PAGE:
Executive orders have been used in the past to create large policy changes. Two big examples of this are Harry Truman’s integration of the armed forces and Dwight D. Eisenhower’s integration of public schools. However, probably the most extreme executive order to date is Executive Order 9066 in which Franklin Roosevelt gave General John L. DeWitt the authority to transfer Japanese Americans, German Americans, and Italian Americans to internment camps during the Second World War. The biggest fear among critics is that executive orders could allow a president to become a de facto dictator by allowing him to make autocratic laws without the involvement of the other two branches of government. Past presidents have used executive orders to clarify laws passed through Congress. Some of these laws require vague wording in order to satisfy all political parties involved in their creation.

Executive orders can be overturned by either of the other two branches: the Supreme Court can do so through a case that is brought in front of them and Congress can do so by passing legislation that would conflict with the order or by refusing to approve funding to enforce it. The president still has the right to veto a decision from Congress, which Congress can override as always with a two-thirds majority that would end the executive order. However, this is nearly impossible because of the supermajority vote that is required as well as the fact that individual lawmakers can be left very vulnerable to political criticism. To date, two executive orders have been overturned by other branches. This includes the previously mentioned Truman order as well as a 1996 Clinton order that attempted to prevent the US government from contracting with organizations that had strike-breakers on the payroll. Executive orders can also be overturned by future presidents.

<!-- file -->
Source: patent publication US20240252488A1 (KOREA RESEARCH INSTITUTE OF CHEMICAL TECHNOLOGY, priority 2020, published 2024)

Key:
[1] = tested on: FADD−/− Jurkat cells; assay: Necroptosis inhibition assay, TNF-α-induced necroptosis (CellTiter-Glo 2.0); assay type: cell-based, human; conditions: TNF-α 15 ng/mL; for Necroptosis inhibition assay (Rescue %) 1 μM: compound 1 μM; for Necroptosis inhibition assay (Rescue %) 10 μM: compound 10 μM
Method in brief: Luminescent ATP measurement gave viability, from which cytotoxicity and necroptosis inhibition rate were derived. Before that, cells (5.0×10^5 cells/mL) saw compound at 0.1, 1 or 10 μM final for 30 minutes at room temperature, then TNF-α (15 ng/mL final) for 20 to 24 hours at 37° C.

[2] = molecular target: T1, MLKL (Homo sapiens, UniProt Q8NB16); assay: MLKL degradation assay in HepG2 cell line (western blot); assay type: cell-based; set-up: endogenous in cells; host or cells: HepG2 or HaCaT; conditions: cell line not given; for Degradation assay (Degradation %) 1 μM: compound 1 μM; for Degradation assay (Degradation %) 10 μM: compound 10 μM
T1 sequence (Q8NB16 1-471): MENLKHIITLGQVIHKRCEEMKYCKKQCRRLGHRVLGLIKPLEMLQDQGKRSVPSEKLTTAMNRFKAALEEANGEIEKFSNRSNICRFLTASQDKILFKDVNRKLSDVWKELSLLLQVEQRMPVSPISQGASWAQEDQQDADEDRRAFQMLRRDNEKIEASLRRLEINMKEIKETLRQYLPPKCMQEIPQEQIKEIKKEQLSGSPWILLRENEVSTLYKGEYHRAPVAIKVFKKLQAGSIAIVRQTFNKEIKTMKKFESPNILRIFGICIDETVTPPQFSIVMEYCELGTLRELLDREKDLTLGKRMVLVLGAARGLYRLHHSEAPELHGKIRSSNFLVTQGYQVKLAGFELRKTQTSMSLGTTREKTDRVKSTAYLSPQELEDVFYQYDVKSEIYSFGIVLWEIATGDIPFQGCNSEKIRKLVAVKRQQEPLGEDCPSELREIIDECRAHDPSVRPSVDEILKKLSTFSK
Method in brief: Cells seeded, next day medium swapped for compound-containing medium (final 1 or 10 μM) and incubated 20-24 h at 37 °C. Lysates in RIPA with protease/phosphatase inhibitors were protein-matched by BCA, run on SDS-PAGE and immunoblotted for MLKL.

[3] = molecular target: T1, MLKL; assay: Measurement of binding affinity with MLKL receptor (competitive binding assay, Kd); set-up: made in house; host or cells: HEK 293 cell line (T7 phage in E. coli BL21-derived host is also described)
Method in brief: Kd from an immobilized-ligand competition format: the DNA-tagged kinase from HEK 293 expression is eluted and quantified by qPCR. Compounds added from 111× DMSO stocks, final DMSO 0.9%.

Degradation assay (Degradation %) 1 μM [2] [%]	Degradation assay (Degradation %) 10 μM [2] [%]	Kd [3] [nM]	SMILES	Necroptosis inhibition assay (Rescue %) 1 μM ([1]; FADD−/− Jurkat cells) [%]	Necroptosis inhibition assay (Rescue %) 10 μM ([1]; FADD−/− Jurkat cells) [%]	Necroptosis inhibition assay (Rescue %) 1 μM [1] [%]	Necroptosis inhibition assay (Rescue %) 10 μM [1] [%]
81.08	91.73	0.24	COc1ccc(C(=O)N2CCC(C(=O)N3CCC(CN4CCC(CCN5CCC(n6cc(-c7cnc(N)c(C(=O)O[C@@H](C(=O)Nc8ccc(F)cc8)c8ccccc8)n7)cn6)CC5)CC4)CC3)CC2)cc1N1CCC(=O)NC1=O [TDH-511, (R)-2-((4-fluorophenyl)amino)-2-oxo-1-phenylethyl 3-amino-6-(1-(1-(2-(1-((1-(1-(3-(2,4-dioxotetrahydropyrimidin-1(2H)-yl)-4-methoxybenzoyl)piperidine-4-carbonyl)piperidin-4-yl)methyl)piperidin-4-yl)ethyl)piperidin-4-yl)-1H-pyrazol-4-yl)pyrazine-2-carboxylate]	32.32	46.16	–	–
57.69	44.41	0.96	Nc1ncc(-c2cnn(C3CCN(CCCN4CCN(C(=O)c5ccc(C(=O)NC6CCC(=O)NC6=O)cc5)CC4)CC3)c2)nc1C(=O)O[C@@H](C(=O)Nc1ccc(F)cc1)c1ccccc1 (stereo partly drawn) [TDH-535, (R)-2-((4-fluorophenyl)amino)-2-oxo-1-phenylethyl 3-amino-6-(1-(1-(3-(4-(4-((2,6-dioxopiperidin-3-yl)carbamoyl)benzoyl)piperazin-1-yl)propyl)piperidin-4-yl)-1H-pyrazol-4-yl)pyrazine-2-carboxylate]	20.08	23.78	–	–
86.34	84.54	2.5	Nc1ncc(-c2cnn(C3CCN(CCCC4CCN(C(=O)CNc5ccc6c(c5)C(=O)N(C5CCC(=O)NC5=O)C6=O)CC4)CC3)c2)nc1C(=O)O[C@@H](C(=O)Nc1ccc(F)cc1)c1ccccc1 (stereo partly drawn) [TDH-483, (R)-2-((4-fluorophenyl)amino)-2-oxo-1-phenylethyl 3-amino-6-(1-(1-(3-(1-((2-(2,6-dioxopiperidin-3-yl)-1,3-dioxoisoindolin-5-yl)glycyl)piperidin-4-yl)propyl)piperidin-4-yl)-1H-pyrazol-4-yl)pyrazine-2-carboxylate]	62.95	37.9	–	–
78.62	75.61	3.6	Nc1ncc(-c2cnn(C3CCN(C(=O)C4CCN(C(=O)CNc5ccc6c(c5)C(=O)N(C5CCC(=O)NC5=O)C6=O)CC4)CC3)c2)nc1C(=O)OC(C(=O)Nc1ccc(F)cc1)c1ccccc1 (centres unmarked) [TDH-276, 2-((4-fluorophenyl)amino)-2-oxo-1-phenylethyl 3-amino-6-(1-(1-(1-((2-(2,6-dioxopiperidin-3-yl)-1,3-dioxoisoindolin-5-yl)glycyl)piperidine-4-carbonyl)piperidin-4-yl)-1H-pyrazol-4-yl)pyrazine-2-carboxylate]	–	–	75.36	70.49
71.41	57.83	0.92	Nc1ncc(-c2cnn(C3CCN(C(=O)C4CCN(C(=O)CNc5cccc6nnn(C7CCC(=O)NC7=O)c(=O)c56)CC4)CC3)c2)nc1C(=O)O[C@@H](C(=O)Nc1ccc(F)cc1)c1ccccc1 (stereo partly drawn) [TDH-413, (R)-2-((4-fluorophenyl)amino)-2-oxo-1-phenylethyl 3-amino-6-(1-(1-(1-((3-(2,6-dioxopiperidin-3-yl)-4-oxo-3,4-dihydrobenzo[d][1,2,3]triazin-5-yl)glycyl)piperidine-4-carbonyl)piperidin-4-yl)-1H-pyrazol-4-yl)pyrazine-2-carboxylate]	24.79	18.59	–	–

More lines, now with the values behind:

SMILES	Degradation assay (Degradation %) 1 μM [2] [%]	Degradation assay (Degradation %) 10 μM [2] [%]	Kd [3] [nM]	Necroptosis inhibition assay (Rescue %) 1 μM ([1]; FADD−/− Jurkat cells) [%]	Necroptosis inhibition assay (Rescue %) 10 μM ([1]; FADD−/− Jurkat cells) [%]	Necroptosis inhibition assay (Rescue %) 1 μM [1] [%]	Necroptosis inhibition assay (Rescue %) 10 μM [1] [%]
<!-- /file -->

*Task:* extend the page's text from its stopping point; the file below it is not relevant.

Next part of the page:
This has already been done by Barack Obama in regards to a few of George W. Bush’s orders. One of the most popular executive orders to be overturned by presidents was the Mexico City Policy (also known as the Global Gag Rule), which has become a form of “tug of war” between the Republican Party and Democratic Party regarding abortion. It was first instituted by Ronald Reagan in 1984 and required all non-governmental organizations that receive federal funding to refrain from performing or promoting abortion services as a form of family planning in other countries. The policy remained in tact through the George HW Bush administration until Bill Clinton rescinded it in January 1993, nut was immediately put back into affect by George W. Bush until Obama again ended it in January 2009. For more information regarding executive orders including a list of orders, click here for the Wikipedia entry. For an official list of President Barack Obama’s executive orders and presidential memoranda, click here.